The Consumer Financial Protection Bureau’s (CFPB) “Know Before You Owe” program has been in effect six weeks, with local and national industry experts pleased by results.
Based on the Truth-in-Lending Act and Real Estate Settlement Procedures Act, the program commonly known as TRID has seen positive response from lenders and Realtors nationwide.
Read the Alabama Center for Real Estate’s October report on TRID by clicking here.
“It’s been absolutely wonderful the way it’s gone into place,” said Kimberle Barton, Regional manager and Division Lending manager with Rock Mortgage.
Barton said since TRID has been in effect, Rock Mortgage’s average closing period has dropped from 17 days to 14 days.
Barton has long been a proponent of the initiative, arguing the program will reduce bureaucratic delays in homebuying. Under the old system, loan estimates could be changed without the lender’s or the homebuyer’s knowledge until the very end.
Under the new rules, certain estimates cannot be changed under any circumstance, and the lender and homebuyer are able to see qualifying changes well in advance of closing.
“In my opinion, they’re getting a lot better service and better rates because we’re not taking as long,” Barton said.
Quicken Loans Vice President Dan Chiesa told a 2015 Realtors Conference & Expo industry panel recently that his company had closed 3,800 loans since TRID began.
There have been issues with TRID since it went into effect, members of the industry panel admitted.
Some agents have found it difficult to get a copy of the Closing Disclosure due to lenders citing federal privacy rules, but the industry panel stressed that real estate agents can go directly to buyers to obtain copies.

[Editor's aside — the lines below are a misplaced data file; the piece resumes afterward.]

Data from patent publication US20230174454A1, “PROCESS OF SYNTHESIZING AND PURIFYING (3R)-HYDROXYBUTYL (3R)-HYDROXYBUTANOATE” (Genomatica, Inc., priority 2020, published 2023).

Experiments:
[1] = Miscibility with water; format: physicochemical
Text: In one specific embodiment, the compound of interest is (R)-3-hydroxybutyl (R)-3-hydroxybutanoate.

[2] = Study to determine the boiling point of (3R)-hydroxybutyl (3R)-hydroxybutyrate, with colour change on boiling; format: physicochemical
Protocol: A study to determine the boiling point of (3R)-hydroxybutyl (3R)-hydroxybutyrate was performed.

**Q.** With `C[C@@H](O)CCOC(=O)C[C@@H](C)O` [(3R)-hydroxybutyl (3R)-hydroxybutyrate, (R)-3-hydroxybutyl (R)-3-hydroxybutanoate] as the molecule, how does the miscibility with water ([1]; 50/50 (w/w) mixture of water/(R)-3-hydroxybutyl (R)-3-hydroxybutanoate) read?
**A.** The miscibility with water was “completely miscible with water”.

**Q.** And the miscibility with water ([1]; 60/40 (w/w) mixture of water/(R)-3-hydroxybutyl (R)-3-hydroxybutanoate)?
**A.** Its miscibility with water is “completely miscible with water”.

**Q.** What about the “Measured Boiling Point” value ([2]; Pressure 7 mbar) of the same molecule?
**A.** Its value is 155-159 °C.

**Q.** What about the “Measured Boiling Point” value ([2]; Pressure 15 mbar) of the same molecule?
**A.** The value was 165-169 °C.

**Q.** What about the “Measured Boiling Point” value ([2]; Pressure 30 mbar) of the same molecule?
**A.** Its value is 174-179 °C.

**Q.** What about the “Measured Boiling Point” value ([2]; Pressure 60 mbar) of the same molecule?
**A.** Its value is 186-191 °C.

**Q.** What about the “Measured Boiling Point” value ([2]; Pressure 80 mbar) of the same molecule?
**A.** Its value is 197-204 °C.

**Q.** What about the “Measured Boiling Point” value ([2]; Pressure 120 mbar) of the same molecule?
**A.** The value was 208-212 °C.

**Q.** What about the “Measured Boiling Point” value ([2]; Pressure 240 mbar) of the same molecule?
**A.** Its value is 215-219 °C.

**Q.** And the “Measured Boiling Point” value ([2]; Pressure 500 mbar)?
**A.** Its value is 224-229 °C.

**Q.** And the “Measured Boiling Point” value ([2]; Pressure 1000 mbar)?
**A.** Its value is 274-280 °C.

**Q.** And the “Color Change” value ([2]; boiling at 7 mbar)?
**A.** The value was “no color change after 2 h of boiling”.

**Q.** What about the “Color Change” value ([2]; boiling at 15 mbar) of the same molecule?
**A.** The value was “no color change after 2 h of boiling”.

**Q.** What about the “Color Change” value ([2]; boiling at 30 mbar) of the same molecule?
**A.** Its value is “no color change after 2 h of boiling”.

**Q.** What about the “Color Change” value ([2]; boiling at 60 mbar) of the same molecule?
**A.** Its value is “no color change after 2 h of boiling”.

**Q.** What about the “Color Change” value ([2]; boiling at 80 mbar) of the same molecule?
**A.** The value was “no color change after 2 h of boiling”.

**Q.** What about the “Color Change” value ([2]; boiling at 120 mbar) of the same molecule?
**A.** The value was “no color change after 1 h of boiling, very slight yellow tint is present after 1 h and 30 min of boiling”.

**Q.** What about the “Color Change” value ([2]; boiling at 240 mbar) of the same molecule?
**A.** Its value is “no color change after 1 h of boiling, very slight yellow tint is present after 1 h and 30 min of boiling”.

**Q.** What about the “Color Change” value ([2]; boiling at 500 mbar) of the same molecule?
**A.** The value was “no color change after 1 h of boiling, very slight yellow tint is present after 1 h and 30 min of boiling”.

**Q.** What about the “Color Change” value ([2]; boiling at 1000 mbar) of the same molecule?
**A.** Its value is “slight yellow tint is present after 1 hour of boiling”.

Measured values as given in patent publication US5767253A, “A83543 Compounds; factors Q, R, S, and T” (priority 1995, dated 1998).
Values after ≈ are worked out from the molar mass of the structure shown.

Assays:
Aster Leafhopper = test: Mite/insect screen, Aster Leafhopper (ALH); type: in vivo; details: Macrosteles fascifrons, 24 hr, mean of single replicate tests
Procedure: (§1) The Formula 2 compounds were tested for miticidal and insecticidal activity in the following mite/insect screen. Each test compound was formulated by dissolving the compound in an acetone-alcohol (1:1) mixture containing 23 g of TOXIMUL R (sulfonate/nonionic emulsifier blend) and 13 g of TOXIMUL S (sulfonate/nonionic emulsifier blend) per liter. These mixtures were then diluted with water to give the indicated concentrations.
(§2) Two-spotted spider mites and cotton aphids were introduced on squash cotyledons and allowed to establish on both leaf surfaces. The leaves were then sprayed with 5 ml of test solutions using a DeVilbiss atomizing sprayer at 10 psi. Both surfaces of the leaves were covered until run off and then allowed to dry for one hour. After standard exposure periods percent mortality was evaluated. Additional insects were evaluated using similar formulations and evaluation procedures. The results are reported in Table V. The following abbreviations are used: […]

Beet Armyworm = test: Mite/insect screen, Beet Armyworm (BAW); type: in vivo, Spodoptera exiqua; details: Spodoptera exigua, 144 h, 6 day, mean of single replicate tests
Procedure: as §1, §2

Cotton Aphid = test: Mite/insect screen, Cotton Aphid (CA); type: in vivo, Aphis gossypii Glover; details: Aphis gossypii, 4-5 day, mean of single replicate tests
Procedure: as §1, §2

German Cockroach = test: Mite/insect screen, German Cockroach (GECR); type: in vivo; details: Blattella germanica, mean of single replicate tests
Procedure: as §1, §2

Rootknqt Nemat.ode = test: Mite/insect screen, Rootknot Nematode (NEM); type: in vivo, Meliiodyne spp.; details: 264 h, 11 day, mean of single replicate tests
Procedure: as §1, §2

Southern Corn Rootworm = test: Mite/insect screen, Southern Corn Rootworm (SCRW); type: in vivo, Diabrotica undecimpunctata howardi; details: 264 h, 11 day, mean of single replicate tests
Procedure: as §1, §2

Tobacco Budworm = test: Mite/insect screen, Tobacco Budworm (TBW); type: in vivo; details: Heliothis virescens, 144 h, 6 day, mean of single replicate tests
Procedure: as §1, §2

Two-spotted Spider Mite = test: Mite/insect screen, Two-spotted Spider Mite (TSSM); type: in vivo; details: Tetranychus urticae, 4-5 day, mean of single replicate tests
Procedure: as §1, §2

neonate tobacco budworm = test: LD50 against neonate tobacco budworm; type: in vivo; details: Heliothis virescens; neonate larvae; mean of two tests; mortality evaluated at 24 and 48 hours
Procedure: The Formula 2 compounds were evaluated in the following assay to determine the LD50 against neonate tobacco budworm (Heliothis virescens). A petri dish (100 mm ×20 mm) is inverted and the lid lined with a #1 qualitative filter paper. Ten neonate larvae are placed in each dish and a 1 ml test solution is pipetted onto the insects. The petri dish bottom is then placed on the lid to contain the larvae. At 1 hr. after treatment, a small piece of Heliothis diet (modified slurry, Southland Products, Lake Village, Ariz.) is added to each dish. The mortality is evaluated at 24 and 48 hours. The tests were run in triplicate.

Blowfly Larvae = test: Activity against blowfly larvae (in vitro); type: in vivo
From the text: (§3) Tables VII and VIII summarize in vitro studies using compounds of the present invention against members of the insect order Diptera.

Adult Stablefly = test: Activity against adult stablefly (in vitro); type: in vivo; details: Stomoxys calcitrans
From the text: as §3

CFPB has a new website to help agents, lenders and stakeholders understand “Know Before You Owe.” To access that site, click here.
Here’s things to know about TRID, courtesy of CoreLogic:
- The mortgage and loan application process should be more user-friendly for the consumer, as they will be dealing with a new version of disclosures, which include combining the Loan Estimate and Closing Disclosure components. This “in motion” account of costs will provide consumers with transparent data from the beginning of the loan process to the closing of the mortgage.
- Some estimates cannot be changed under any circumstance.
- Cumulative estimates may not change or increase by more than 10 percent.
- Some estimates are subject to changes across the board.
- The proximity to closing is key in determining what can be changed. The closing disclosure must be received by the borrower no later than three business days before closing and must be mailed to the consumer seven business days before closing.
- The loan estimate must be part of the package so the consumer may review to see if there are any changes.
- The creditor will be held responsible for errors in the package.
In the event of an error in APR, product or prepayment penalty addition, a three-day delay will be enforced.